April 2014Eclectic Cake: April 2014

Saturday, 26 April 2014

Behold My Aquathlon Shoes

As the multi-sport season begins, it's time to stock up on essential kit. These will be the first thing I pack. When my weary swimmer arms feel like lead, I'll still be able to pick up these ultra lightweight Hi-Tec Harakas and head off for the run. And they won't weigh down my wobbly jelly legs. Instead, these babies will float me over a fast 5km. In fact they could probably handle further - they took me on a few blister-free miles along the Thames on their first outing!

With less material on these shoes, they won't soak up all the water that drips down after the swim of an aquathlon. This, plus pools of sweat, makes for pretty offensive odour-filled trainers, so the less sponge-like my kicks, the better. 

When the inevitable aquathlon puddle does finally start to clear the transition area with my trainer stench, there'll be no guilt with replacing them. At only £35, the bank balance friendly price tag means you can swiftly grab another pair (or two), so you won't feel obliged to keep them until other competitors begin to pass out.

Best of all, my new aquathlon trainers look pretty awesome. I'll be able to spot those bright colours in transition within milliseconds. They'll also look great training on the track or in the gym working on my strength or even whilst shopping for the rest of my kit.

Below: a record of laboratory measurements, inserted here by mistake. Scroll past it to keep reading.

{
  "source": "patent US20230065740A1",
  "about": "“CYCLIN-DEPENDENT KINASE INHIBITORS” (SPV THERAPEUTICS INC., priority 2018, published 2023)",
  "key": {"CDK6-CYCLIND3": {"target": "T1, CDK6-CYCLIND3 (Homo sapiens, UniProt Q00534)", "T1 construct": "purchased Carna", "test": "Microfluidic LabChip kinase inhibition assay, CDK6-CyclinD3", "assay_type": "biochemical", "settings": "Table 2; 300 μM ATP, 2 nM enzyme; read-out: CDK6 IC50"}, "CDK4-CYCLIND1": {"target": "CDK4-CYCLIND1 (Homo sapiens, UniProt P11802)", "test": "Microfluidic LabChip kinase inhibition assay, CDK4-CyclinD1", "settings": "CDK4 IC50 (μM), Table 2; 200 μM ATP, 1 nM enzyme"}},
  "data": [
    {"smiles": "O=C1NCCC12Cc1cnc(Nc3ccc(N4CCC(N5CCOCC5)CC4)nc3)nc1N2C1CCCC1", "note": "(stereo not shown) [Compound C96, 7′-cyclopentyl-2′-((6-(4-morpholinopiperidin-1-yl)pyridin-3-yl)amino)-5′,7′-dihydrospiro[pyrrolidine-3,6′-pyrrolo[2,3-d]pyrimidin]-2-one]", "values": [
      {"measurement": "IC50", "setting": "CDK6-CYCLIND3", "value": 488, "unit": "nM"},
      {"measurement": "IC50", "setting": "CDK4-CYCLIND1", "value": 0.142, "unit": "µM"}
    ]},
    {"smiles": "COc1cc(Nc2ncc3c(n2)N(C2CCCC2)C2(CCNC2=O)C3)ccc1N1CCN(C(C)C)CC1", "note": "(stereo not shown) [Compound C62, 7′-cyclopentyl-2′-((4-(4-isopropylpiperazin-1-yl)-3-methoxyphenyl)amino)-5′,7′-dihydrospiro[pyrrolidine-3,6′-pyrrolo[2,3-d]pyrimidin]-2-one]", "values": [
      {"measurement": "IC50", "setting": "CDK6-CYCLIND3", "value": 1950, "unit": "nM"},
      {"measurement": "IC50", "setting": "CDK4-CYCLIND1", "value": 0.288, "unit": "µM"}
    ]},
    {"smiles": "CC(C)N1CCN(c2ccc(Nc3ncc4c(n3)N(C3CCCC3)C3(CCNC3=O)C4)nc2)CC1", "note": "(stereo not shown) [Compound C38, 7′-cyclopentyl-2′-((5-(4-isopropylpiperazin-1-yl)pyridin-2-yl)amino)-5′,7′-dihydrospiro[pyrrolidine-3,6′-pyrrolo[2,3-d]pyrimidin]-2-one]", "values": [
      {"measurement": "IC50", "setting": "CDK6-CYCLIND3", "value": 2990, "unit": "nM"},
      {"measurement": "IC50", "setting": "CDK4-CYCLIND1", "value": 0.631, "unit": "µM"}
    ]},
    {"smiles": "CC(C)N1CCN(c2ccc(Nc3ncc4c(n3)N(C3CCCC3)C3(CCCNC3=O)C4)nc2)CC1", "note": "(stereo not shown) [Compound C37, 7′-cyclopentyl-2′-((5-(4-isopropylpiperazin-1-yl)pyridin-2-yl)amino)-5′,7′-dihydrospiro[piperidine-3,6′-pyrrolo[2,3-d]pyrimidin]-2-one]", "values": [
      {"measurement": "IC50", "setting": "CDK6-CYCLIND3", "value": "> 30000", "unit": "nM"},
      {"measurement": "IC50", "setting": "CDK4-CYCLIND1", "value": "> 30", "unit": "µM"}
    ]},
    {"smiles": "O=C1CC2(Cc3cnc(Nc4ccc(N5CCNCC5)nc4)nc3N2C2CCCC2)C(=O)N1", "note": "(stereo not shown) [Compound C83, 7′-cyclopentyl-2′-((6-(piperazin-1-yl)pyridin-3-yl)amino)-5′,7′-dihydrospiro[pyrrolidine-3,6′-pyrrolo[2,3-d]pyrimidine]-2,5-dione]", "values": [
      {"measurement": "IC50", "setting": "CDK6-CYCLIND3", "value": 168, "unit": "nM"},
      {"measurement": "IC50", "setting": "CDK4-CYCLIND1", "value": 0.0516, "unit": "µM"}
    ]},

How many multi-sport races will these great value shoes accompany me on? Only time will tell. But I'm certainly going to enjoy finding out.

If you fancy getting yourself a pair of aquathlon trainers or indeed anything from the Hi-Tec, there're offering Eclectic Cake readers 20% off footwear, apparel and accessories. Simply shop here and use the code BLOG20 at the checkout until 30th June.

Thursday, 24 April 2014

Board Games

Fear catches up with you as you age. Throwing yourself down a hill on a plank of wood with wheels screwed to it seems like a brilliant idea when you're young but as you develop sensible, grown-up reasoning, these pursuits start to feel rather risky. So for my first time on a skateboard at the Selfridges pop-up skatepark, I had to channel my inner kid. Preferably a fearless one that bounces.

The indoor skatepark was built on an entire floor of the Old Selfridges Holtel to celebrate the launch of the HTC One M8, supposedly the perfect phone to record proof of your excellently executed tricks. Unfortunately, the only record of my newly found skateboard skills may prove I didn't fall off but the video fails to show any of the speed and finesse I achieved during the one hour lesson (honestly, I did!).

I'd like to say my progression from scaredy cat to comfortable competence was down to a natural hidden talent but it's far more likely it was down to the expert tuition – you know they're the real deal when one of them is called Brad! The guys from Skates & Ladders led us from our first step on the board to getting the right foot position as we moved. Most of us mastered a quicker (and cooler) way to mount to board, which eventually led to a direction-changing stomp at the top of a miniature ramp.